Wacousta : a tale of the Pontiac conspiracy — Volume 2 eBook

This eBook from the Gutenberg Project consists of approximately 190 pages of information about Wacousta .

Interspersed among these warriors were a nearly equal number of squaws.  These were to be seen lounging carelessly about in small groups, and were of all ages; from the hoary-headed, shrivelled-up hag, whose eyes still sparkled with a fire that her lank and attenuated frame denied, to the young girl of twelve, whose dark and glowing cheek, rounded bust, and penetrating glance, bore striking evidence of the precociousness of Indian beauty.  These latter looked with evident interest on the sports of the younger warriors, who, throwing down their hurdles, either vied with each other in the short but incredibly swift foot-race, or indulged themselves in wrestling and leaping; while their companions, abandoned to the full security they felt to be attached to the white flag waving on the fort, lay at their lazy length upon the sward, ostensibly following the movements of the several competitors in these sports, but in reality with heart and eye directed solely to the fortification that lay beyond.  Each of these females, in addition to the machecoti, or petticoat, which in one solid square of broad-cloth was tightly wrapped around the loins, also carried a blanket loosely thrown around the person, but closely confined over the shoulders in front, and reaching below the knee.  There was an air of constraint in their movements, which accorded ill with the occasion of festivity for which they were assembled; and it was remarkable, whether it arose from deference to those to whom they were slaves, as well as wives and daughters, or from whatever other cause it might be, none of them ventured to recline themselves upon the sward in imitation of the warriors.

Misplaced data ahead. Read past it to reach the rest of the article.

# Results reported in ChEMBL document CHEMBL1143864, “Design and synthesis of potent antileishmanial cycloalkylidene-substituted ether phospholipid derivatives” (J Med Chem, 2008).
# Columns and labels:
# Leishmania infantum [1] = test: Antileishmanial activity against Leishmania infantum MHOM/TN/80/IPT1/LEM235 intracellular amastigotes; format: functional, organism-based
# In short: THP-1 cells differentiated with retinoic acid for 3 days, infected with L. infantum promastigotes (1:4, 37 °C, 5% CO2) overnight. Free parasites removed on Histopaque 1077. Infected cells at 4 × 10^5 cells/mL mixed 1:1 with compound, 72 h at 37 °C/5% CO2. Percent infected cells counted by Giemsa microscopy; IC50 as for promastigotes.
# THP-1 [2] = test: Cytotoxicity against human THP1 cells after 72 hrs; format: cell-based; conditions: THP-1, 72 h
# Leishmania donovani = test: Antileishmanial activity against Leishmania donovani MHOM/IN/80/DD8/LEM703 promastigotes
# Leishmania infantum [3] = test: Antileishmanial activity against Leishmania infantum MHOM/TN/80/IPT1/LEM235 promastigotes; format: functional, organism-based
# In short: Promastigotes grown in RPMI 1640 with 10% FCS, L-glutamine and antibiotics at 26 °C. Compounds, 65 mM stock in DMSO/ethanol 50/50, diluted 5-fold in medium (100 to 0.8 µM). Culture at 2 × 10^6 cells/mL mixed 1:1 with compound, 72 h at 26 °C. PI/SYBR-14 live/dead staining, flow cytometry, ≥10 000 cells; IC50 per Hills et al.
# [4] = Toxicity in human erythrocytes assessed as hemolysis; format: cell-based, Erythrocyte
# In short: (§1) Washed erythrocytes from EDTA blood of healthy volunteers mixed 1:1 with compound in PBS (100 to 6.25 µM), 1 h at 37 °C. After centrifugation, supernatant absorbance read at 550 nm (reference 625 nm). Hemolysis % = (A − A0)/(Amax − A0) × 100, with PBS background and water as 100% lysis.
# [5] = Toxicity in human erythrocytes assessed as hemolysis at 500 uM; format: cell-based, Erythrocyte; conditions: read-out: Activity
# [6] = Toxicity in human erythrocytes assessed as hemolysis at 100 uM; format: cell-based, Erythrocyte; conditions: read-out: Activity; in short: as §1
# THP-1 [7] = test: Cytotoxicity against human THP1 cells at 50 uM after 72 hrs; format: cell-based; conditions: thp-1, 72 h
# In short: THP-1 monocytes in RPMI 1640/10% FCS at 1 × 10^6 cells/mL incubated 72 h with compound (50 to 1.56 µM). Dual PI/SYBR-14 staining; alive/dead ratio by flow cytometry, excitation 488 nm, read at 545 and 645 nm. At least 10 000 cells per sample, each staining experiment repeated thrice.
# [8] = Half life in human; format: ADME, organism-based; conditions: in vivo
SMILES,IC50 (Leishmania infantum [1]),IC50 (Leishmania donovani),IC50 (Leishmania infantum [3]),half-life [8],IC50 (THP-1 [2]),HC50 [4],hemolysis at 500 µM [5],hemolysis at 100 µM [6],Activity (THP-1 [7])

When it had been made known to the governor that the Indians had begun to develop themselves in force upon the common unarmed, yet redolent with the spirit that was to direct their meditated sports, the soldiers were dismissed from their respective companies to the ramparts; where they were now to be seen, not drawn up in formidable and hostile array, but collected together in careless groups, and simply in their side-arms.  This reciprocation of confidence on the part of the garrison was acknowledged by the Indians by marks of approbation, expressed as much by the sudden and classic disposition of their fine forms into attitudes strikingly illustrative of their admiration and pleasure, as by the interjectional sounds that passed from one to the other of the throng.  From the increased alacrity with which they now lent themselves to the preparatory and inferior amusements of the day, it was evident their satisfaction was complete.

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Wacousta : a tale of the Pontiac conspiracy — Volume 2 from Project Gutenberg. Public domain.
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